The PTB Ex PTS consists of individual programmes that each address a particular variable or relevant characteristic of a specific type of protection. Because the types of protection and the associated requirements are described in the corresponding technical standards from the IEC 60079‑0  ff. series, each programme is matched to one or more standards. The individual programmes are in turn divided into two separate phases. In Phase I, participants conduct the test or trial described in the standard and in the programme instructions, and then submit the results to the PTB for evaluation, assessment and analysis. This is followed by an interim report and a workshop to discuss the results, findings and any problems that might arise. Next comes Phase II, in which participants have the opportunity to repeat the tests and submit new results. The final report is then produced on the basis of these two phases. This report analyses and assesses participants' performance in comparison to one another and against a reference value, or "assigned value". This statistical analysis of participating laboratories' performance allows warning signals and action signals to be issued on the basis of the results; for testing laboratories in the IECEx system, these signals may have further consequences. The findings from the programmes are then forwarded to the relevant standards committees so that they can identify any parts of the standards where there is undesirably broad scope for interpretation or pinpoint any aspects of the test methods where there is potential for improvement.
The structure of the PTB Ex PTS and the design of the individual programmes are based on the general requirements pertaining to proficiency testing set out in ISO/IEC 17043 . The statistical evaluation, analysis and assessment methods are defined in ISO 13528 . Neither of these documents is a standard dedicated specifically to proficiency testing in the field of explosion protection; instead, these documents describe general requirements that can be adapted to suit the circumstances in question.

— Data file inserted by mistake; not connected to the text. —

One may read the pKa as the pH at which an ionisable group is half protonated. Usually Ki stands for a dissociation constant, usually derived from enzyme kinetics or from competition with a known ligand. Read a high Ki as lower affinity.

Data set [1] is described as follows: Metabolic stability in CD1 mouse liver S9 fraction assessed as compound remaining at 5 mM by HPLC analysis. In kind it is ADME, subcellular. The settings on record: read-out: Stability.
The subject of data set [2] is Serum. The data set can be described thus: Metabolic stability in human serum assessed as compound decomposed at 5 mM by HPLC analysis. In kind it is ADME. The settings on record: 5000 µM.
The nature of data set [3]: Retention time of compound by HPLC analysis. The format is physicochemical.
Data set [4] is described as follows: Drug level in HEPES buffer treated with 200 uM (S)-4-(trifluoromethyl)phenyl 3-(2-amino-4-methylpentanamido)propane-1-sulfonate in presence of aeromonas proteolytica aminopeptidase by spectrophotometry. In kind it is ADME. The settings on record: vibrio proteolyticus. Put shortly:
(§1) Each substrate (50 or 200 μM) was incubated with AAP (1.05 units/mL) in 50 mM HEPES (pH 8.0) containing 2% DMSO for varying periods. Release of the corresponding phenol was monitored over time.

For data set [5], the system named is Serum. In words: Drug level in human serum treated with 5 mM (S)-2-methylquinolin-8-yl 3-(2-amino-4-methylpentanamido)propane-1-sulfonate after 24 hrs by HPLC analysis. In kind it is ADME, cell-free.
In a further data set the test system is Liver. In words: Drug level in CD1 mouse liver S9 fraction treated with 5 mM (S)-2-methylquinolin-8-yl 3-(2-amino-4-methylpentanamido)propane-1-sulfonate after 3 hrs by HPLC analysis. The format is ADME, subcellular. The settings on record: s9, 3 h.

Table 1 lists the programmes offered as part of the PTB Ex PTS, along with their launch year and the standard(s) to which they correspond. The "Flameproof joints" and "Small component temperature" programmes will be run for the 2021/2022 programme cycle.
The programmes that were run for the 2019/2020 programme cycle and have been recently concluded will be described in detail below.
3.1 "Tests of enclosures" programme
The general test procedure for the "Tests of enclosures" programme is described in IEC 60079-0  and IEC 60529 . Enclosures used in hazardous areas must fulfil certain criteria and must undergo corresponding testing. These tests are defined in the aforementioned standards. The enclosures' impact strength and their protection against the ingress of solid foreign objects (dust) and water are two key parameters for testing and assessing explosion protection.